Strength Exercises for the Back
Back pain is one of the most common physical complaints around the world. It's the leading reason people miss work or seek medical help. And this is not just among people who lift things for a living. It's also prevalent among people who sit at desks all day. Fortunately, strength exercises can help reduce back pain. Simple stress training strengthens back and supporting muscles, including stomach and leg muscles. This will take pressure off the spine, reduce feelings of tension and make you less likely to get sore. Here are five simple exercises you can do every day to prevent lower back pain and improve your posture. Additionally, read more about bad posture.
1. Wall sits:
Start by standing with your back to a wall, and your feet 12 inches or more from the wall. Lean backward so the full length of your back is touching the wall. Then slide your back downward until your knees are bent at a 90-degree angle or less, pressing your lower back against the wall. Hold that position for 10 seconds, or longer if you can, then slide back up. Repeat up to 10 times, or more if comfortable.
2. Pelvic tilt
Lying on your back with your knees bent and feet flat on the floor, tighten your stomach muscles so that your back presses into the floor. Your hips and pelvis will naturally rock back. Hold for 10 seconds or more while breathing in and out. Repeat 10 times.
Lie on your back with your knees bent and your heels touching the floor, and with your arms by your sides. Raise your back and hips off the floor so that only your heels, shoulders, head and arms are still touching the floor. Hold for six seconds, then lower your hips to the floor and rest. Repeat 10 times.
Starting with a couple of times a week, get in the pool and swim for a short length of time, building up to longer sessions over time. Avoid using strokes like the freestyle that may rotate the body more than desired because of the alternating movement of the arms.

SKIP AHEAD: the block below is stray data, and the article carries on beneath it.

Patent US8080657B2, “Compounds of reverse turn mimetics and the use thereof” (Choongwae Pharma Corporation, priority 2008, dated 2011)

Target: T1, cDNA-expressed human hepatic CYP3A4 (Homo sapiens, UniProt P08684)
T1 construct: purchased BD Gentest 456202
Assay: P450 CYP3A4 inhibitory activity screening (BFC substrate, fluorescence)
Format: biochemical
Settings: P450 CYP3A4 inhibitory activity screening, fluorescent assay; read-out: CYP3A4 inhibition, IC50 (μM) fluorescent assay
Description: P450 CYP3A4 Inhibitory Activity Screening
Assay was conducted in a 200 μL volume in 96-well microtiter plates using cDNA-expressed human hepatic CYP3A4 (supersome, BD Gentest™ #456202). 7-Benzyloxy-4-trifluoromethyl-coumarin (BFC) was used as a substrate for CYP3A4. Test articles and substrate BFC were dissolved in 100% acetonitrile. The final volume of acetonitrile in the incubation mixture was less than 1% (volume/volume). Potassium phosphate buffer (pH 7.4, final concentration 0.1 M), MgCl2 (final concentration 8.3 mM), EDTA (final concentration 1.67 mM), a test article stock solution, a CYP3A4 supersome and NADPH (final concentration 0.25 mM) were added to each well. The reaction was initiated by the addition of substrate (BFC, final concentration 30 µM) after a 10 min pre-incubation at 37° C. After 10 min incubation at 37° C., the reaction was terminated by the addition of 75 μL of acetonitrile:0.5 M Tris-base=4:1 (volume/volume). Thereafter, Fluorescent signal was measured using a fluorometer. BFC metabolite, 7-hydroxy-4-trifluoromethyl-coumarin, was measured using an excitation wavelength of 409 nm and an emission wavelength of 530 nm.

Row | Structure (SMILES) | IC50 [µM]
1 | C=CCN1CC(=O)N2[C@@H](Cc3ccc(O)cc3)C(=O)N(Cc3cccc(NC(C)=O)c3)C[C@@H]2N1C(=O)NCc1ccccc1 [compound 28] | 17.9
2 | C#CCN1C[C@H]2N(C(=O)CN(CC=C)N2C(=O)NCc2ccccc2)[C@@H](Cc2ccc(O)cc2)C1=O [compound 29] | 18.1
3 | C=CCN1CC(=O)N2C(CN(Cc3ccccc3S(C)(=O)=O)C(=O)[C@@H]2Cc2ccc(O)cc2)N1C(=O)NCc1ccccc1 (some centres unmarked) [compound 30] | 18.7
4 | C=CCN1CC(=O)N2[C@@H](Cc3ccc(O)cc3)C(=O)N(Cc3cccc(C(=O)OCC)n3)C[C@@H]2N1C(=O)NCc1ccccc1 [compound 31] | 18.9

5. Cat curls
Start on all fours with knees and hands on the floor, and back and neck in a neutral, straight position. Slowly tighten your lower abdominals, arching your back towards the ceiling like a cat. Hold for 5 seconds, then release and return to neutral position. Repeat 10 times or as many times as comfortable.
Bonus: Knee-to-chest stretch
Lie on your back with your knees bent and your feet flat on the floor. Use both hands to pull one knee up and press it to your chest while tightening your abdominal muscles and pressing your spine to the floor. Hold for five seconds. Then do the same with the opposite leg. Next, repeat the action but with both legs at the same time. Do this sequence two to three times — preferably one such set in the morning and one set at night.
Bonus: Lower back rotational stretch
Lie on your back with your knees bent and your feet flat on the floor. Keep your shoulders firmly on the floor as you roll your bent knees to one side. Hold for 5 to 10 seconds, then return to the starting position. Repeat on the opposite side. Repeat each stretch two to three times — preferably one set of repetitions in the morning and one set at night.
Of course, scheduling a massage is a good way to alleviate the pain of sore back muscles. But it also has an additional benefit: a massage specialist can help you pinpoint your problem areas, so you'll be better able to avoid developing the sore muscles in the first place. Sign up for one today!